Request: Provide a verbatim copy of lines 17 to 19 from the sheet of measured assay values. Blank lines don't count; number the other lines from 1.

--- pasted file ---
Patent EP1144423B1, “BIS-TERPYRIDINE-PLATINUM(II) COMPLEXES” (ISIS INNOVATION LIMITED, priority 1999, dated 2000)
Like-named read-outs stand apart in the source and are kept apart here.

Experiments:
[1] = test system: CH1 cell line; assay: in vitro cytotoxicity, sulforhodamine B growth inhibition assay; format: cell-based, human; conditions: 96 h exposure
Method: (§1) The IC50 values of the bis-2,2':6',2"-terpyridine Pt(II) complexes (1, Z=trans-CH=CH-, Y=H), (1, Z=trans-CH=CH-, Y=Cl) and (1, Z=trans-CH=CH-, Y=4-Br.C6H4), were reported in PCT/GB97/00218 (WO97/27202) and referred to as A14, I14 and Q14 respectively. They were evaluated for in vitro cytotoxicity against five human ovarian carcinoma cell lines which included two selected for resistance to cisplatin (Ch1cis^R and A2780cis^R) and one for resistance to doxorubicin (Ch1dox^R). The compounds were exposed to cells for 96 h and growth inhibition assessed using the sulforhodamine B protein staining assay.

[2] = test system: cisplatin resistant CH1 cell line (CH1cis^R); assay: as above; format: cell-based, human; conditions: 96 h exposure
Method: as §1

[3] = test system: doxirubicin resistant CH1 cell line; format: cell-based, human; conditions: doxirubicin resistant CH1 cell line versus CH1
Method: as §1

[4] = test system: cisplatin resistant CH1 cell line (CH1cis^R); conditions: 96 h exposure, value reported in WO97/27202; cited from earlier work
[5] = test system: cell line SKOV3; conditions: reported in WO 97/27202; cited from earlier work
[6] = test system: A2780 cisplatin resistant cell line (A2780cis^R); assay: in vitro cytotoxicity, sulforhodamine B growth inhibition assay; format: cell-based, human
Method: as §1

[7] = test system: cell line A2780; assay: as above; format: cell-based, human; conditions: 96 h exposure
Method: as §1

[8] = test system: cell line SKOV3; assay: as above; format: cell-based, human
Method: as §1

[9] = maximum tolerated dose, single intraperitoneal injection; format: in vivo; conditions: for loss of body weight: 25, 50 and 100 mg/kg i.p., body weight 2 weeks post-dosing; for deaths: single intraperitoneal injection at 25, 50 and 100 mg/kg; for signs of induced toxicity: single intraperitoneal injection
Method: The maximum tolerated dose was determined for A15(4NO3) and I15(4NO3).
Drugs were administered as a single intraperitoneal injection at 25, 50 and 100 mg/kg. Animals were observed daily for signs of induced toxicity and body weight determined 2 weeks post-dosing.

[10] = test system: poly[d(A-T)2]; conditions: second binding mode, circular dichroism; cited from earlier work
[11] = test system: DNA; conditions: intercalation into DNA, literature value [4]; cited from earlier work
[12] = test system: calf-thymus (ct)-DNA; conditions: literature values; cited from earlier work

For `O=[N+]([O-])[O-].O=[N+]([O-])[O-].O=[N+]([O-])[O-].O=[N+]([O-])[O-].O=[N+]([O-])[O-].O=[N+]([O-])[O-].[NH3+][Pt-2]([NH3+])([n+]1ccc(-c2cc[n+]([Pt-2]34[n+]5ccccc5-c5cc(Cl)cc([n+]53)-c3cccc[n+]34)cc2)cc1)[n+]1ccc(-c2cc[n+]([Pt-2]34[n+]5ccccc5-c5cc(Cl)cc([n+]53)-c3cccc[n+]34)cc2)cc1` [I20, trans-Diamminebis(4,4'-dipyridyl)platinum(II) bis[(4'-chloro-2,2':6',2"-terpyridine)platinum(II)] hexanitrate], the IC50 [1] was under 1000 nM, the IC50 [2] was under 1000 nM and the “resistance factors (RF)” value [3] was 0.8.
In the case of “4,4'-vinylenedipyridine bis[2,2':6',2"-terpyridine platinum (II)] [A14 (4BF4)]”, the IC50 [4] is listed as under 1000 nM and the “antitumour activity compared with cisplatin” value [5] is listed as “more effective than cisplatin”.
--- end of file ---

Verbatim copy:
Method: as §1

[9] = maximum tolerated dose, single intraperitoneal injection; format: in vivo; conditions: for loss of body weight: 25, 50 and 100 mg/kg i.p., body weight 2 weeks post-dosing; for deaths: single intraperitoneal injection at 25, 50 and 100 mg/kg; for signs of induced toxicity: single intraperitoneal injection
Method: The maximum tolerated dose was determined for A15(4NO3) and I15(4NO3).